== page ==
Bernard Lewis is recognized around the globe as one of the leading authorities on Islam. Hailed as "the world's foremost Islamic scholar" (Wall Street Journal), as "a towering figure among experts on the culture and religion of the Muslim world" (Baltimore Sun ), and as "the doyen of Middle Eastern studies" (New York Times ), Lewis is nothing less than a national treasure, a trusted voice that politicians, journalists, historians, and the general public have all turned to for insight into the Middle East. Now, Lewis has brought together writings on religion and government in the Middle East, so different than in the Western world. The collection includes previously unpublished writings, English originals of articles published before only in foreign languages, and an introduction to the book by Lewis.
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[book] HUMOR ME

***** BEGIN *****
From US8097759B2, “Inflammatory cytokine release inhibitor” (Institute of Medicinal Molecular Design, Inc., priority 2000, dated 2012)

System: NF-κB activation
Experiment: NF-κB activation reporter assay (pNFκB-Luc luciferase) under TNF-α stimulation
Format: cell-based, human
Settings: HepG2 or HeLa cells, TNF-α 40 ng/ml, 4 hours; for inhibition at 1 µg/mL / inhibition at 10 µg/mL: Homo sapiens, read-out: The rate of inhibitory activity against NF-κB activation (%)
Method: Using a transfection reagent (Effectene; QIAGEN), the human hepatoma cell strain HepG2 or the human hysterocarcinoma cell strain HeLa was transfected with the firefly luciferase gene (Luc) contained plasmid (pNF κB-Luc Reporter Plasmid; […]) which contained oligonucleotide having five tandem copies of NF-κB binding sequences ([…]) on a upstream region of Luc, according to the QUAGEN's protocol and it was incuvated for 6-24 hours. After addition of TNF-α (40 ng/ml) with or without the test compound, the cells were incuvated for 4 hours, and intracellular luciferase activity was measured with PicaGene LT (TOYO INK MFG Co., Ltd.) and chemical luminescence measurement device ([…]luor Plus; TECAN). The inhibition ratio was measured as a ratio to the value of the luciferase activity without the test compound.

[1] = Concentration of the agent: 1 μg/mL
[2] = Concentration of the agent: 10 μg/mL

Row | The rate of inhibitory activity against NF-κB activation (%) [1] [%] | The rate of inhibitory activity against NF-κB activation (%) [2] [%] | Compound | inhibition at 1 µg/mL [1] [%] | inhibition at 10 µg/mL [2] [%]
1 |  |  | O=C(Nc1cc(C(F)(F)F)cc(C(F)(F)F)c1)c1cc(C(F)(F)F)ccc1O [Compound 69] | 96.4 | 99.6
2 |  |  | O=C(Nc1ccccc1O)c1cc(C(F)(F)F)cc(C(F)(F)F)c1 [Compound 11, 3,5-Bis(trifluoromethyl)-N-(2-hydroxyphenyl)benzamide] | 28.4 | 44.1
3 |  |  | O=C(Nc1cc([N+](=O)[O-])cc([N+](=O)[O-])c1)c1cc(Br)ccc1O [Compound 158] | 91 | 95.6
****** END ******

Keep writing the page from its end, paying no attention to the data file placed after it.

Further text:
An Anthology of Funny Contemporary Writing
Plus Some Old Great Stuff, Too
Edited by Ian Frazier
May 2010, ecco
Humor Me is a literary cavalcade of contemporary American funnymen—and funnywomen—of the page. Selected by the renowned humor-ist Ian Frazier and featuring more than fifty pieces of the greatest comic writing of our time, the book includes such masters of the form as Roy Blount, Jr., Bruce Jay Friedman, Veronica Geng, Jack Handey, Garrison Keillor, Steve Martin, and Calvin Trillin, as well as work by newer comic stars like Andy Borowitz, Larry Doyle, Simon Rich, George Saunders, and David Sedaris. The pieces were published in the past thirty years in such popular magazines as The New Yorker, McSweeney's, The Atlantic, National Lampoon, and Outside. But the book also includes a handful of older comic masterpieces that nobody in need of a laugh should ever be without, among them classics by Bret Harte, Elizabeth Bishop, Donald Barthelme, and Mark Twain.